The Arthouse Expansion of Agastaches
For decades, growers knew ‘Blue Fortune’ as the tentpole Agastache, followed by ‘Blue Boa’. These two standards still sell well, but blue spires don’t explain Agastache’s significant revenue growth over the past decade. The new money came from more colors, cleaner habits, dwarf varieties, hanger versions, and nonstop blooming.
These garden refinements expanded the revenue base and overall popularity of the plant. I often see Agastache ranked in the 30s or 40s, which puts them reliably into the B tier. That’s good coin; it’s worth our attention. Some growers can even move the genus into their Top Ten revenue generators. Modern Agastache deploys a spread of cultivars that do a number of different jobs.
One of the oldest hybrids in production, 'Blue Fortune' still commands significant landscape sales.
Breaking Down the Agastache Look
A defining trait today is their colorful arthouse look, controlled by height. On the tall end are generous spires in different colors. Go to the short end and you’ll find massed stems throwing color over the top of their foliage with florets resembling Salvia or Angelonia, lacier and lighter. The breakdown works something like this:
- Tall: About thigh-high, ‘Blue Fortune’ sets spires of light blue over a moundy, bushy base. ‘Blue Boa’, a sport, improves with larger, darker flowers, thicker spires, and better mildew resistance. ‘Queen Nectarine’ and ‘Royal Raspberry’ (darker leaves) boost the flower count with orange and red.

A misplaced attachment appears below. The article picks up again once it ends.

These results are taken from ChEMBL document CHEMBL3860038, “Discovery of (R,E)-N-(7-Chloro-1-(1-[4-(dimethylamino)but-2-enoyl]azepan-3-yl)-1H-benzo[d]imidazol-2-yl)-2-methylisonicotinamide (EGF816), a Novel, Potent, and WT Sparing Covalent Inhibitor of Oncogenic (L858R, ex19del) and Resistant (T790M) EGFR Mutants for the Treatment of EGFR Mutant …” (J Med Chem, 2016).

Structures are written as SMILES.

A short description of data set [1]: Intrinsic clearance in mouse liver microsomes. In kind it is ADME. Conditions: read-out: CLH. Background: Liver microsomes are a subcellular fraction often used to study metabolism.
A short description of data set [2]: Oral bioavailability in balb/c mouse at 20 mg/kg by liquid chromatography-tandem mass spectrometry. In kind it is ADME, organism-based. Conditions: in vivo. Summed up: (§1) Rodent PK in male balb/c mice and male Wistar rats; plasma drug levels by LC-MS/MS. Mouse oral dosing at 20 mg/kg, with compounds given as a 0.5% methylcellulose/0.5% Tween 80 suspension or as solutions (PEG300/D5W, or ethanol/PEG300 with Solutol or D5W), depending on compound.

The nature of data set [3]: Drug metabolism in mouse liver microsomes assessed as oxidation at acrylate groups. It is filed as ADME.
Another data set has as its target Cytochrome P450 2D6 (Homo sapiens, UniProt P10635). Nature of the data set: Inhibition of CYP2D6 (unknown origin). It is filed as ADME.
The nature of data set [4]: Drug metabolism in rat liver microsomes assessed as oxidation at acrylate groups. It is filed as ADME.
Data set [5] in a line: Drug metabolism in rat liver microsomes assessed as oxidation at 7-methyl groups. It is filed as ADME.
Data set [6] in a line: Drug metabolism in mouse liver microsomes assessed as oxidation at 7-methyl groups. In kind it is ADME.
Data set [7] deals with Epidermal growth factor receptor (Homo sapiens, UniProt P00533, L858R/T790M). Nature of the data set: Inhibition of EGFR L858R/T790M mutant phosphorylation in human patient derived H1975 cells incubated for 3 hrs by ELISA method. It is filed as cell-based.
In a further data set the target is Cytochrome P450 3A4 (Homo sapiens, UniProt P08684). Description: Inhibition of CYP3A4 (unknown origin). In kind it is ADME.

|'Blue Boa'||Meant To Bee 'Queen Nectarine'||Meant To Bee 'Royal Raspberry'|
- Tall-ish: Down a notch are ‘Morello’ (dark red on dark foliage), ‘Peachie Keen’ (light orange), ‘Rosie Rosie’ (purple-pink), and ‘Mango Tango’ (creamsicle). At this point, the spires are massing more tightly as their count per plant increases.
|'Morello'||'Peachie Keen'||'Rosie Rosie'|
- Half-Height: Garden-sized packages of Agastache, the Kudos series keeps the flower big but the plant small at about knee-high. Flower size is increasing and the color is thick over the green due to a high stem count, so mass plantings work well. One Kudos is lovely, but a drift is dreamy.